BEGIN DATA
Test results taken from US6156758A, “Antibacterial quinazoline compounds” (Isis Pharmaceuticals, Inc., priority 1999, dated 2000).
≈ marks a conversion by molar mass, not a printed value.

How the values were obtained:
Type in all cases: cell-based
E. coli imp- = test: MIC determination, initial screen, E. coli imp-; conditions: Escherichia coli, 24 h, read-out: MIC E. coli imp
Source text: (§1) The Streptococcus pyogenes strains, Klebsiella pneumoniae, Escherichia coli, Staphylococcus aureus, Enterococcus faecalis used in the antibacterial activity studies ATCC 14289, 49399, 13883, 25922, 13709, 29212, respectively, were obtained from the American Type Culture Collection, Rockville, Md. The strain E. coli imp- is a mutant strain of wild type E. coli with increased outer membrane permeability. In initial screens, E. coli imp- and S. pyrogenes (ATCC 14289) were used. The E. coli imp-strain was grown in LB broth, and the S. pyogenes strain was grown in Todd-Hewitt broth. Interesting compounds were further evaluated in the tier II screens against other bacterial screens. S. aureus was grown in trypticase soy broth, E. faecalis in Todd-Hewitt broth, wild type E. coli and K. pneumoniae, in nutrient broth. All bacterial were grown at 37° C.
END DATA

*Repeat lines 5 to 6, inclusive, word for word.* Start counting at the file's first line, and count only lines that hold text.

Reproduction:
E. coli imp- = test: MIC determination, initial screen, E. coli imp-; conditions: Escherichia coli, 24 h, read-out: MIC E. coli imp
Source text: (§1) The Streptococcus pyogenes strains, Klebsiella pneumoniae, Escherichia coli, Staphylococcus aureus, Enterococcus faecalis used in the antibacterial activity studies ATCC 14289, 49399, 13883, 25922, 13709, 29212, respectively, were obtained from the American Type Culture Collection, Rockville, Md. The strain E. coli imp- is a mutant strain of wild type E. coli with increased outer membrane permeability. In initial screens, E. coli imp- and S. pyrogenes (ATCC 14289) were used. The E. coli imp-strain was grown in LB broth, and the S. pyogenes strain was grown in Todd-Hewitt broth. Interesting compounds were further evaluated in the tier II screens against other bacterial screens. S. aureus was grown in trypticase soy broth, E. faecalis in Todd-Hewitt broth, wild type E. coli and K. pneumoniae, in nutrient broth. All bacterial were grown at 37° C.